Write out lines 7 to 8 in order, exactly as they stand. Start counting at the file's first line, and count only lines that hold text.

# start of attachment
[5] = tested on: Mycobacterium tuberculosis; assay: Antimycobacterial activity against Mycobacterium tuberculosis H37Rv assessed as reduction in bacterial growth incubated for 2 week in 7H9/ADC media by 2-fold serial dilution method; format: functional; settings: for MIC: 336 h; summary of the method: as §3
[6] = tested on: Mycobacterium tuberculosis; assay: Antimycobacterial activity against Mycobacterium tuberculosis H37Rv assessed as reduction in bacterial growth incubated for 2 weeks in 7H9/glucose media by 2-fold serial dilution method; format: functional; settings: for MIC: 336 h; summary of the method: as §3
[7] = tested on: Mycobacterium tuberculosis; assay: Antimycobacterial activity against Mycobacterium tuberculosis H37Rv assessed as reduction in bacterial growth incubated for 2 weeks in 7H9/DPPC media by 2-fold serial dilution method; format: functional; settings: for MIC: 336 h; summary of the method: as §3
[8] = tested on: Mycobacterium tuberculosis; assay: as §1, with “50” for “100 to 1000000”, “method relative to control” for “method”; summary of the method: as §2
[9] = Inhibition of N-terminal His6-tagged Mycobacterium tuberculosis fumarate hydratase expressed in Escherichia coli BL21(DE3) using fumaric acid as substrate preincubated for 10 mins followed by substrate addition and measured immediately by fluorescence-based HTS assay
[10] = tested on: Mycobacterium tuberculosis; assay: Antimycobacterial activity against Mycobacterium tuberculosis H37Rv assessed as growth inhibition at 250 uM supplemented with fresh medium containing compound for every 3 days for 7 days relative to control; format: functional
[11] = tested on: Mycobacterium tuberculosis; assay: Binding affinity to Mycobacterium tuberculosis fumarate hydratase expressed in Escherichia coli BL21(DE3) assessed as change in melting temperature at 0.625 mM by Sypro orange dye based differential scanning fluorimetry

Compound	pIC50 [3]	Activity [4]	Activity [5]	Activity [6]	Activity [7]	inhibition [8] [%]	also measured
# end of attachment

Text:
[11] = tested on: Mycobacterium tuberculosis; assay: Binding affinity to Mycobacterium tuberculosis fumarate hydratase expressed in Escherichia coli BL21(DE3) assessed as change in melting temperature at 0.625 mM by Sypro orange dye based differential scanning fluorimetry

Compound	pIC50 [3]	Activity [4]	Activity [5]	Activity [6]	Activity [7]	inhibition [8] [%]	also measured